Why is it such a big thing this year? I totally get the sacrifices people made, the horror of war, remembering the dead and celebrating the survivors. But why is it such a massive event this year? I don't remember a 70 years anniversary being a big thing for anything else.
> It's was big on the 60th, and 50th, and 40th anniversaries.
Much bigger this year than any of them.
70th anniversaries HAVE been big for other things.
> Additionally, this is likely to be last the "round decade" anniversary which surviving servicemen from 1944 will see.
That makes sense and it was what I thought really. Some of the stories have been humbling and awe inspiring. Such amazing bravery and selflessness. There was a story on the radio about probably the youngest guy there. Lied about his age and landed on the Normandy beaches at the age of 15.
1. It gets a decent amount of media coverage every year.
2. It is significant anniversary.
3. Many, possibly most of the veterans won't seen the next significant anniversary.
4. I think government and media are quite geared to wartime remembrance with it also being the 100th anniversary of the outbreak of WWI this year.
> D-Day: Hove veteran disappears for Normandy trip.
> Staff had not been able to get Bernard Jordan on to an accredited tour to Normandy, but he made his own way there
> The former mayor of Hove, Bernard Jordan, left the home at 10:30 BST on Thursday, and was reported missing to Sussex Police that evening. Staff later discovered he had joined other veterans in France and was safe and well at a hotel in Ouistreham. Brighton and Hove police had tweeted: "90 year old veteran reported missing from care home. Turns out they'd said no to him going to #DDay70 but he went anyway #fightingspirit"
> On the 70th anniversary of D-Day, 89-year-old veteran John 'Jock' Hutton has repeated a feat he undertook in June 1944, arriving at a commemoration of the landings by parachuting into a field in Normandy. At 89, Hutton is among the younger D-Day veterans attending tomorrow's commemoration, expected to be their last great gathering. On doctor's orders, he will make the jump in tandem with a serving soldier, Colour Sergeant Michael Blanchard. Just last year, Hutton was still performing parachute jumps on his own but has been advised not to go solo any more after decades of damage to his joints.
> A 93-year-old World War II veteran returned this week to a battlefield in western France the same way he first arrived 70 years ago: He parachuted in, this time carrying an American flag. Jim "Pee Wee" Martin joined parachuters from around he world in a jump Thursday to commemorate the 70th anniversary of the D-Day invasion of Normandy by Allied forces. He completed a tandem jump onto Utah Beach in western France. Seventy years earlier, he touched down the night before D-Day, landing in enemy territory. This time, he was greeted by smiling faces and a phalanx of cameras. As a member of the 101st Airborne Division, Martin parachuted over Utah Beach as the Allied forces bid to retake France and, eventually, the rest of Europe from Nazi Germany. They actually touched down in enemy-controlled territory at night, before what's referred to as D-Day.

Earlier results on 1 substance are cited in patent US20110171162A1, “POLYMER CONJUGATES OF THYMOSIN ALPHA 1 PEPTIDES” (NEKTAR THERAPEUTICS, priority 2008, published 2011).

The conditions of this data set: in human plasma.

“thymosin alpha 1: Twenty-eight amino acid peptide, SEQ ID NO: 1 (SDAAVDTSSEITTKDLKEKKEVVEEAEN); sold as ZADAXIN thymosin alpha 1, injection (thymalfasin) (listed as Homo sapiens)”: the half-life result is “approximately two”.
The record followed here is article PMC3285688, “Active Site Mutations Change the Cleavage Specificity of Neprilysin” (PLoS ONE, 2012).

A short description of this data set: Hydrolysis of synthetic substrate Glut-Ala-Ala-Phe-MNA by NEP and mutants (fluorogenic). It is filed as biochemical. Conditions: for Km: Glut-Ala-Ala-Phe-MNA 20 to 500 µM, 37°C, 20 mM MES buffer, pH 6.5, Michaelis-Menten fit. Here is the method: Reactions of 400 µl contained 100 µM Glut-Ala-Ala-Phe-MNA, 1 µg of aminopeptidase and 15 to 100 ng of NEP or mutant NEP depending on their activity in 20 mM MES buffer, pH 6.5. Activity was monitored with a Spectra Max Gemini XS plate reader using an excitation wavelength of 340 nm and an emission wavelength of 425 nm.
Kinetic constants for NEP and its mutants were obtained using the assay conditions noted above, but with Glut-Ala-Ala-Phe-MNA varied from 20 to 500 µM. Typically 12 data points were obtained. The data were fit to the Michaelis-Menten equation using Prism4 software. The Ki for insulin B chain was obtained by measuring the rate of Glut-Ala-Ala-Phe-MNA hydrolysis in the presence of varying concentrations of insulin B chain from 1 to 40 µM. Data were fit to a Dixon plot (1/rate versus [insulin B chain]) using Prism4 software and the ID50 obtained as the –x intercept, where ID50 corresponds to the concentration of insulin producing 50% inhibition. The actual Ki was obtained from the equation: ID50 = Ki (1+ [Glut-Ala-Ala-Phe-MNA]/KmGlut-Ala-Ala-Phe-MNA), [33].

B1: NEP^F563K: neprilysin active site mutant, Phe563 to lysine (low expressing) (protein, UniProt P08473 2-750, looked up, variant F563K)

> Well it's clear that you will deny or belittle any examples I give you.
How is that clear?
> The formation of the BMC, and Operation Market Garden are two that spring to mind.
I've never heard of the 2nd one, sounds interesting.
> You seem to be saying that a 70th shouldn't have the same weight as a 40th or 50th. Odd.
I'm not saying it shouldn't, I'm saying that in my experience it's unusual for a 70th anniversary to be celebrated to this extent. Not the "same weight" as you put it, but more heavily to use the same analogy, than say, the 50th anniversary.
I think it's worth considering that we may never have another generation like that again. Both world wars, as well as being waged in foreign theatres, have involved people "on the home front" with far more non military people being directly or indirectly involved in "the war effort". Unless you are unfortunate enough to suffer the loss of a loved one in a modern conflict wars tend to be more remote; at least for countries such as ours. I just get the feeling that in WW1 and WW2 there was far more of a sense of "we're all in this together".
I was in a hotel in Basque country at that time and was watching live coverage of the Lancaster fly-past. I was impressed when a Dutch couple said what a wonderful sight it was. They then stood when OUR national anthem played.
In reply to mypyrex: I've just heard a veteran on Any Answers saying he doesn't like the use of guns and planes and weaponry to mark what happened, with how it risks glorifying what happened (in his opinion).
I guess we risk war happening again if we don't remember it sombrely.
> If there was anything odd it was the way Angela Merkel was being treated. Sorry but it was them that started it.... O.K its 70 years on and things have moved on but still THEY started it!
Angela Merkel wasn't born 70 years ago. How can she be blamed for starting the war?
> Also it seem in fashion to say we were at war with the Nazi's rather than Germany or the germans.
That's because the Nazis were the driving force, and are beaten and gone. Germany as a country still remains, but the people now living there aren't the ones who were at war seventy years ago, and it's not fair to associate them through geographic monikers.
And before someone says that's just political correctness, it's not, it's moral correctness